I think The Natural Storyteller is a brilliant book for young people, but it doesn’t end there. Anyone interested in storytelling as an art form, but doesn’t know how to get started, would find this an excellent place to begin. I can very much recommended it for anyone starting down the Bard path, and anyone interested in finding emotionally sustainable approaches to activism. It’s an uplifting read that will leave you with a sense of possibility and optimism — something I think we could all do with right now.

Buy the book here…

More about Spiral Nature Magazine here…

Review: Adam Curle: Radical Peacemaker by Tom Woodhouse and John Paul Lederach

From the wonderful Nimue Brown, this review of Adam Curle: Radical Peacemaker. Visit Nimue’s blog by following the link. This book is out on Thursday, and is being launched at the Adam Curle Symposium, which is running from the 4-6th September at the University of Bradford, more details here.

Adam Curle: Radical Peacemaker is published by Hawthorn Press. It’s an overview of the life and work of Quaker academic, and peace maker Adam Curle, and includes some of his most important and influential writing.

Adam Curle’s first contact with peace issues came through working with returning prisoners of war after WW2, but has taken him, over the following decades, into many of the world’s most troubled zones. His writing comes therefore from a rare mix of firsthand experience, spiritual belief, and considered academic thinking. What he has to say about peace is fascinating.

Too often, we allow peace to simply mean an absence of obvious conflict. Adam uses the term ‘unpeacefulness’ to talk about situations where there may be no overt violence, but nonetheless what’s happening is likely to lead to violence and is causing harm. Oppression, prejudice, injustice, any kind of cruel or degrading system creates a breeding ground for violent resentment. Anyone interested in genuine peace has to be willing to tackle unpeacefulness wherever it manifests.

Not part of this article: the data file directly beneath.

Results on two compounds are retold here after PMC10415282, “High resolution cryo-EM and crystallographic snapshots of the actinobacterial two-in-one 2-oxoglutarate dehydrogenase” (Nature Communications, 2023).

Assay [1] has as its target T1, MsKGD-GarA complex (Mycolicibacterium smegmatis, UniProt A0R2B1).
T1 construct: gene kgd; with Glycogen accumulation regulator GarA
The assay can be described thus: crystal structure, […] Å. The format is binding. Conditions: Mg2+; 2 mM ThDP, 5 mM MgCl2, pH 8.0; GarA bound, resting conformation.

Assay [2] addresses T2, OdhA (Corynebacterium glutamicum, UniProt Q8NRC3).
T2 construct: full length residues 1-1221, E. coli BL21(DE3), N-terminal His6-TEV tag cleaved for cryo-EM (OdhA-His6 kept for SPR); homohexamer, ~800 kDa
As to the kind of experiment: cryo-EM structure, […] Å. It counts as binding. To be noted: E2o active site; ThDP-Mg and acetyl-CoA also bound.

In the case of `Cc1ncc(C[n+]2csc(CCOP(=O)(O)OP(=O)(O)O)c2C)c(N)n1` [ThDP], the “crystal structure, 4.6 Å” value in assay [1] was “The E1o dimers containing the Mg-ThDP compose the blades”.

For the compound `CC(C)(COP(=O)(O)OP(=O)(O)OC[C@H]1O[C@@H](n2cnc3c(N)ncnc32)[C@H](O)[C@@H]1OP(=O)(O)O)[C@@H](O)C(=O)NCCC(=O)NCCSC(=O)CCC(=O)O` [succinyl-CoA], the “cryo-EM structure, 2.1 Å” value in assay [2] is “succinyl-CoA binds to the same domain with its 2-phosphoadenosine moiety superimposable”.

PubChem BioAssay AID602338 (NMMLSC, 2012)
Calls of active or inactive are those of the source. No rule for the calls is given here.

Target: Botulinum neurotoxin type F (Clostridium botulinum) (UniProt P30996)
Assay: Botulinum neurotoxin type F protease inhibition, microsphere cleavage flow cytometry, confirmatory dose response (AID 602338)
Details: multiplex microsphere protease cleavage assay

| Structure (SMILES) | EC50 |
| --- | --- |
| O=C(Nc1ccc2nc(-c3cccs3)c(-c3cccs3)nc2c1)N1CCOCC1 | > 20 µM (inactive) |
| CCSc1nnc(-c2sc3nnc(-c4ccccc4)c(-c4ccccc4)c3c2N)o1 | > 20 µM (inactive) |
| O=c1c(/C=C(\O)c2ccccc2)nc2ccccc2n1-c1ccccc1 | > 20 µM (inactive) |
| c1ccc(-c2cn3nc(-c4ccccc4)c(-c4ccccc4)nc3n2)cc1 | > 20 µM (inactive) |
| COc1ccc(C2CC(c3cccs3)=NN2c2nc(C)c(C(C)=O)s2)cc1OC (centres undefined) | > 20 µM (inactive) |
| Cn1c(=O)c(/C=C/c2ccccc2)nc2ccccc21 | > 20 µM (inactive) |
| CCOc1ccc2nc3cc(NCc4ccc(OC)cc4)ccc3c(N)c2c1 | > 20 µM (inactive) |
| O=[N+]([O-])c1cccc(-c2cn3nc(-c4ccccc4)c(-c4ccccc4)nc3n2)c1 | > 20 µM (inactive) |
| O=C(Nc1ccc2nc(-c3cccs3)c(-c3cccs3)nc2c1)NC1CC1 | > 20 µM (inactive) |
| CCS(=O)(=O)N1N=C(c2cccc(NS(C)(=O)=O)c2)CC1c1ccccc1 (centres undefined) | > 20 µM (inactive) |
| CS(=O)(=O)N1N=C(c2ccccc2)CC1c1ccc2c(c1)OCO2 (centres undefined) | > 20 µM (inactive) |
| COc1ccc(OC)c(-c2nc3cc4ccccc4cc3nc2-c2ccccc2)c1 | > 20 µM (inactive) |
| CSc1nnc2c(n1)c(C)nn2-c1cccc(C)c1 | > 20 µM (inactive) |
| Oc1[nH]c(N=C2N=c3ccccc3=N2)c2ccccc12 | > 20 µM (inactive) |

I found it very powerful that this book recognises that sometimes it’s very hard, or impossible, for a group of people to go from unpeaceful relations to properly peaceful and constructive relations, without first having some kind of dramatic upheaval. You can’t negotiate for peace if you have no power. At the same time, the more violence there is in the transition, the harder it is to build genuine peace in the aftermath. Adam Curle is a great advocate of Ghandi’s methods – non-violent disruption, non-cooperation, and civil disobedience can be tools for radical change.

This is a book with a message that can be applied at all levels. From issues of international politics down to how we operate our individual households, peace is not the absence of violence, but a deliberate project. It’s something we can do. It’s something we can all do. As a peacemaker, the author has a lot to say about bridge building (conciliation) and mediation work to help opposing sides rethink their relationships and renegotiate for something more beneficial. He illustrates how angry narratives can become self perpetuating, but if both sides are saying ‘we want peace, but the other lot will never give up’ then there’s room for a third party to do some real good.

Some of the writing in this book dates back to the 1970s, and uses male pronouns to describe people who are doing things. There’s a certain irony here, talking about oppression and alienation and so forth in a language that explicitly excludes half the population. However, if you can grit your teeth for that bit, and chalk it up to the shortcomings of the period, what the author has to say is well worth hearing, and as we go along, the language evolves into something much more inclusive.

This book is many things. It’s a history lesson, a biography, a philosophical piece, and almost a ‘how-to’ manual for becoming an active peace practitioner. It’s not always an easy read, some of the ideas are challenging and the language is quite dense in places, but it is absolutely worth your time and effort. Highly recommended.

Read the review on the original website here…

More about the book here…

More about the Adam Curle Symposium here…